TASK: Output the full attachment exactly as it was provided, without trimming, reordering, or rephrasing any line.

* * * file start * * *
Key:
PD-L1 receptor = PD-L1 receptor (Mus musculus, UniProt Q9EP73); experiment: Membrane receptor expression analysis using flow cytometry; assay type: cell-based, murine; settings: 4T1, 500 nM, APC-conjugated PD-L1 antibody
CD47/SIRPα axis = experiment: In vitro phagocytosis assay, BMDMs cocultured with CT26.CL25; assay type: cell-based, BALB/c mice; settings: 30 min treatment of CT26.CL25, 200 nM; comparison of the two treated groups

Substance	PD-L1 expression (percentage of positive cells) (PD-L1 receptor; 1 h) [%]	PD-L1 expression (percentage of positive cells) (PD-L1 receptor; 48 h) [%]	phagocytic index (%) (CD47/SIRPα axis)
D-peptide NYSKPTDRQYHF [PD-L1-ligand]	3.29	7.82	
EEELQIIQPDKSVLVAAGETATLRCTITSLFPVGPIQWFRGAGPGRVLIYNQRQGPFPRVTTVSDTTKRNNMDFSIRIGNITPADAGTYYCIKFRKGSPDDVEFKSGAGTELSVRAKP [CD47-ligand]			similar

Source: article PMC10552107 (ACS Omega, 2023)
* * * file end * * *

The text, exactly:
Key:
PD-L1 receptor = PD-L1 receptor (Mus musculus, UniProt Q9EP73); experiment: Membrane receptor expression analysis using flow cytometry; assay type: cell-based, murine; settings: 4T1, 500 nM, APC-conjugated PD-L1 antibody
CD47/SIRPα axis = experiment: In vitro phagocytosis assay, BMDMs cocultured with CT26.CL25; assay type: cell-based, BALB/c mice; settings: 30 min treatment of CT26.CL25, 200 nM; comparison of the two treated groups

Substance	PD-L1 expression (percentage of positive cells) (PD-L1 receptor; 1 h) [%]	PD-L1 expression (percentage of positive cells) (PD-L1 receptor; 48 h) [%]	phagocytic index (%) (CD47/SIRPα axis)
D-peptide NYSKPTDRQYHF [PD-L1-ligand]	3.29	7.82	
EEELQIIQPDKSVLVAAGETATLRCTITSLFPVGPIQWFRGAGPGRVLIYNQRQGPFPRVTTVSDTTKRNNMDFSIRIGNITPADAGTYYCIKFRKGSPDDVEFKSGAGTELSVRAKP [CD47-ligand]			similar

Source: article PMC10552107 (ACS Omega, 2023)